Log in

No account? Create an account
The daily life of a medical resident..
a.k.a "It's 2 AM and I'm looking at urine outputs."
Tell me about yourself. 
Thu, Dec. 8th 2011
Mandatory Mea Culpa over once again letting this journal go empty for… months.

Chief is in full swing, and has been for months. It's been a ridiculous journey, and I still have yet to receive my ceremonial feathered headdress.

What it really has given me is an extraordinary insight into the interview process. Three years ago, I was on the interview trail looking for a residency program to call home. Now I'm bringing nervous students in black suits to my office, telling people to have a seat.

So, let's talk about what you should (and shouldn't!) do on your interview.

First, the suit. Yes, you have to wear it. I personally compliment everyone who goes with gray, navy or any other color. Also, please make sure it's pressed and fits you well. We do notice this stuff and it does matter.

Women, for the love of GOD, wear shoes you can walk in. I had to stop a hospital tour half way through one day because a female applicant had made a poor choice in her very tall heels that weren't broken in. She looked ridiculous and it reflected poorly on her as an applicant. Is it trite or superficial to judge her on that? Possibly, but we are having to make a snap judgement on your character based on approximately 4 hours of interaction and your file.

Which brings me to your file. To date, there are only a few things that have given me pause in a person's application. A DUI, a dispute with the med school administration (which the applicant then spoke about in a fairly unprofessional manner) and someone who had purposefully chosen to delay Step 2 until after they had interviewed.

The personal statement is sweet, and I could probably make a drinking game out of them. A shot for a dying patient, someone you "really reached" because they were noncompliant and you explained their meds to them, or "this doctor made an impression on me when I was younger, so now I want to be one!"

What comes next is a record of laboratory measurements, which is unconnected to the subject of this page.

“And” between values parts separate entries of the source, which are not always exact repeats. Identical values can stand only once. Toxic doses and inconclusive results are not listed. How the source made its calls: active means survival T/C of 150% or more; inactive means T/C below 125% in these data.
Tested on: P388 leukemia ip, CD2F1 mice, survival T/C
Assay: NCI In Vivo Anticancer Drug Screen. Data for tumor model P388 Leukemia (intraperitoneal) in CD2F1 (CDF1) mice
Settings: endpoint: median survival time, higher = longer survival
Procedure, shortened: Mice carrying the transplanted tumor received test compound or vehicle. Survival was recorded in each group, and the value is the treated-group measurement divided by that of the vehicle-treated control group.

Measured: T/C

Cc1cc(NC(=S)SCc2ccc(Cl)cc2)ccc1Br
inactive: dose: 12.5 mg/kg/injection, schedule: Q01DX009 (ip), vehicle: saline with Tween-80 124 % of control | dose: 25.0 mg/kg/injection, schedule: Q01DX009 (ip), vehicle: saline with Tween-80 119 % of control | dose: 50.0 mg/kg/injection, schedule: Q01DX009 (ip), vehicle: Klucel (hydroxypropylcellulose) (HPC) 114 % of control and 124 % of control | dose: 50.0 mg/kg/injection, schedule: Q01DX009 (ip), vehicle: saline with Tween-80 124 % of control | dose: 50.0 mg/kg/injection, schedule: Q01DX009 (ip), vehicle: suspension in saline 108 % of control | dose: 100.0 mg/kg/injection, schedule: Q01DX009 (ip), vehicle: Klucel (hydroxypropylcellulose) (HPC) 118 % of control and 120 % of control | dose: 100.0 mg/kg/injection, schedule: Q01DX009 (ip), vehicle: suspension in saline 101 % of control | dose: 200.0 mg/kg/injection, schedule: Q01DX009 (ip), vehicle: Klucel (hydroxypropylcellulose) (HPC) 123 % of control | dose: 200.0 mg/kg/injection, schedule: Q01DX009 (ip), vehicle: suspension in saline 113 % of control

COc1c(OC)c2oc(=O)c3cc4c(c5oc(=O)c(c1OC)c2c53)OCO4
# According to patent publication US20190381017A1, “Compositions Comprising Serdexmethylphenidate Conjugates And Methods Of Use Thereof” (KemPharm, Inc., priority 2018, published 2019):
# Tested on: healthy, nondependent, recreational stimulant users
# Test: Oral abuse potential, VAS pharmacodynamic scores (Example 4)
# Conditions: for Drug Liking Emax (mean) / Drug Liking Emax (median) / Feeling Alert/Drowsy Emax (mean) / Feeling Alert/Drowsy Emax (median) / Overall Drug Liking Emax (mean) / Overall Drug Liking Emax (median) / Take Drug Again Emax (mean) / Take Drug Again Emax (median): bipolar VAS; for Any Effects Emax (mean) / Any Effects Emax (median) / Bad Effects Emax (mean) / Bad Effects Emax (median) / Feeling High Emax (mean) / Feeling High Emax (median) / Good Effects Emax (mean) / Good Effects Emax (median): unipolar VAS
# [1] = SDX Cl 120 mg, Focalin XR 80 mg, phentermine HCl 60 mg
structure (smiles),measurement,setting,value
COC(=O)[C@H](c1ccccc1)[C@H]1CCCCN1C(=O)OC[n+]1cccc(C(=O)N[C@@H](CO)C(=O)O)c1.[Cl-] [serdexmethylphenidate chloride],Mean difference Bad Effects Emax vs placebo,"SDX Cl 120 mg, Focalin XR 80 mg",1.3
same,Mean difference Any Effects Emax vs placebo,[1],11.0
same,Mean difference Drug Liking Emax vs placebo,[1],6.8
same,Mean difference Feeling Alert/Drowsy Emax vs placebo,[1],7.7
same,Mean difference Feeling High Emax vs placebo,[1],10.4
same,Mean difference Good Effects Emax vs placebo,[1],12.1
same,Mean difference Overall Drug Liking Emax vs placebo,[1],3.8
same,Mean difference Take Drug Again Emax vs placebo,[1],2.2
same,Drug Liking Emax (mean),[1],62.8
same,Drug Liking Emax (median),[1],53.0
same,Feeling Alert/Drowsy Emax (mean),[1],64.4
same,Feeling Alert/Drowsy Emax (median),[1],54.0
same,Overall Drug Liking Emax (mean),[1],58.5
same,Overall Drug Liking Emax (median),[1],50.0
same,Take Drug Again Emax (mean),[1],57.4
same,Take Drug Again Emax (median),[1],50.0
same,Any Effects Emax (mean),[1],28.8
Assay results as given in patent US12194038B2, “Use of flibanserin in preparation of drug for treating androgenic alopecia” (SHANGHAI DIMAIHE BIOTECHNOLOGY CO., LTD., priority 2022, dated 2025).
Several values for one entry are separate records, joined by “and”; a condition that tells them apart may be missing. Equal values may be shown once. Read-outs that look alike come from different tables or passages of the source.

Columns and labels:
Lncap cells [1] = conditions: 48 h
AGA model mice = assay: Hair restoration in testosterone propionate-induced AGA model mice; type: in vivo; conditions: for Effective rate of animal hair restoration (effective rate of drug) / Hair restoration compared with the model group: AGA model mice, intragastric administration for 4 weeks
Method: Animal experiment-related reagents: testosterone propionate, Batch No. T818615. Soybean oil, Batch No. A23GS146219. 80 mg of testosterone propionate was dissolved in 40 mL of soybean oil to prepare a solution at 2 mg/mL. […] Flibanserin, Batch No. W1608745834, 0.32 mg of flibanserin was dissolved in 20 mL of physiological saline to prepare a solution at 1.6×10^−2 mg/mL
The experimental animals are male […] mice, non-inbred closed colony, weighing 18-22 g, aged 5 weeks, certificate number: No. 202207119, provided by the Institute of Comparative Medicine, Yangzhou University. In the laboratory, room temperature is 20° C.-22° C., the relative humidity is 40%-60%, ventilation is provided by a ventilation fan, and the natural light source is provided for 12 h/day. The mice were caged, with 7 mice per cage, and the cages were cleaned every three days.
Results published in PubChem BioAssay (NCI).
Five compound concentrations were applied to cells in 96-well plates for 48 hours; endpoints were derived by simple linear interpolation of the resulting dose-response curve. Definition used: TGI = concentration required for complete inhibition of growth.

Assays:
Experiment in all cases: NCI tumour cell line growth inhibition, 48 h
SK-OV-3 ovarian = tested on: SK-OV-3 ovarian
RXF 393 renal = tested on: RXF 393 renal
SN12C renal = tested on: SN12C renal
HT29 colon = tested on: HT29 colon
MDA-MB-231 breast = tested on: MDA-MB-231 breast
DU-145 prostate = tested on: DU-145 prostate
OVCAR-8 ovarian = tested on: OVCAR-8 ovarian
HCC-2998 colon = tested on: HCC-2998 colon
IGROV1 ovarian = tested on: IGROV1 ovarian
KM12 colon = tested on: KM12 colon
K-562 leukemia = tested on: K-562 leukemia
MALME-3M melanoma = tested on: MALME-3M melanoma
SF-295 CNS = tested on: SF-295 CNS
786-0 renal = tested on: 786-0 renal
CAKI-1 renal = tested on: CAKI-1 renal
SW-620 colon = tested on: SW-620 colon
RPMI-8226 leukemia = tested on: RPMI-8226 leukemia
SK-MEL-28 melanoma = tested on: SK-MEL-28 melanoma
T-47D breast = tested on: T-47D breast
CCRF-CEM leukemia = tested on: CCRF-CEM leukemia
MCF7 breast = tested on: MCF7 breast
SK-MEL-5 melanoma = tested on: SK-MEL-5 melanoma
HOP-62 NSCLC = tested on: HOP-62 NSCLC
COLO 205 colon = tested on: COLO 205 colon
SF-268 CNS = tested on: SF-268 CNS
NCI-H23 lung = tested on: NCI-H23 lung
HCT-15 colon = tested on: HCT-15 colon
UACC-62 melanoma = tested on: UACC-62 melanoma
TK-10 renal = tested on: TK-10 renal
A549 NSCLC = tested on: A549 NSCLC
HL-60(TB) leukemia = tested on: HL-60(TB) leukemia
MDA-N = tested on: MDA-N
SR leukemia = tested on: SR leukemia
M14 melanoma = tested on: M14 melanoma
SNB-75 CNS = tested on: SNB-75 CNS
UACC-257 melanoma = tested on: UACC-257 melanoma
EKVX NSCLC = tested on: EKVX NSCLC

The letters of recommendation are usually glowing - but I really caution you against going for a "name" in your institution who doesn't know you. We can spot a bland letter of rec in a second and it doesn't do you any favors. The genuine ones can really help, because we're looking for anyone who actually gets to work with you for more than a day.

On the interview day:

DON'T BE LATE. If some catastrophe causes you to be late, call IMMEDIATELY. Nothing looks worse than someone who is late and doesn't appear to care about it.

DON'T SWEAR. (You'd think I wouldn't have to say this….)

Relax. Please just relax. If you're funny, crack jokes. If you're chatty, make conversation. If you high five people when you agree with something, go for it. We want to see who you really are, and I get frustrated by the people who I suspect are warm, fun interesting people who are petrified into statues of their former selves.

Because at the end of the day, all we want to do is figure out two things: are you going to do the work, and am I going to want to work along side you?

The applicants I ranked the highest spent a not insignificant portion of the interview talking about our mutual interests (trashy reality television as a guilty pleasure and food policy in the US, respectively). Their file had already demonstrated that they were a smart, hard working and capable med student but those conversations convinced me that I wanted that person to come to my hospital and join the ranks of my residency.